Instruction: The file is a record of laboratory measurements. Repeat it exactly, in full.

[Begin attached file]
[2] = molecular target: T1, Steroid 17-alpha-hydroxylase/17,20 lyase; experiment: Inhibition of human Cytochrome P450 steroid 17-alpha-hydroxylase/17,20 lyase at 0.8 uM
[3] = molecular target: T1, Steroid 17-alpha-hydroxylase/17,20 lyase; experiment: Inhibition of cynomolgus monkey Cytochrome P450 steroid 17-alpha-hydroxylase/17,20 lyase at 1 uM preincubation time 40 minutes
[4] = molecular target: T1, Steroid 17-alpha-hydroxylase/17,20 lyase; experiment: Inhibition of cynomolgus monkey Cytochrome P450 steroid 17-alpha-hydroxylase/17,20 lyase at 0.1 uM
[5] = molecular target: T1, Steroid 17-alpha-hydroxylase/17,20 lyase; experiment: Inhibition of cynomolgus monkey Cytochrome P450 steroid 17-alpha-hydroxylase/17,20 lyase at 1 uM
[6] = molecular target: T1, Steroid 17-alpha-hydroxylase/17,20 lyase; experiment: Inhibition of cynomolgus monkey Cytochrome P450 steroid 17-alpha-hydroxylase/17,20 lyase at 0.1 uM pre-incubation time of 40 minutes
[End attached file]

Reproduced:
[2] = molecular target: T1, Steroid 17-alpha-hydroxylase/17,20 lyase; experiment: Inhibition of human Cytochrome P450 steroid 17-alpha-hydroxylase/17,20 lyase at 0.8 uM
[3] = molecular target: T1, Steroid 17-alpha-hydroxylase/17,20 lyase; experiment: Inhibition of cynomolgus monkey Cytochrome P450 steroid 17-alpha-hydroxylase/17,20 lyase at 1 uM preincubation time 40 minutes
[4] = molecular target: T1, Steroid 17-alpha-hydroxylase/17,20 lyase; experiment: Inhibition of cynomolgus monkey Cytochrome P450 steroid 17-alpha-hydroxylase/17,20 lyase at 0.1 uM
[5] = molecular target: T1, Steroid 17-alpha-hydroxylase/17,20 lyase; experiment: Inhibition of cynomolgus monkey Cytochrome P450 steroid 17-alpha-hydroxylase/17,20 lyase at 1 uM
[6] = molecular target: T1, Steroid 17-alpha-hydroxylase/17,20 lyase; experiment: Inhibition of cynomolgus monkey Cytochrome P450 steroid 17-alpha-hydroxylase/17,20 lyase at 0.1 uM pre-incubation time of 40 minutes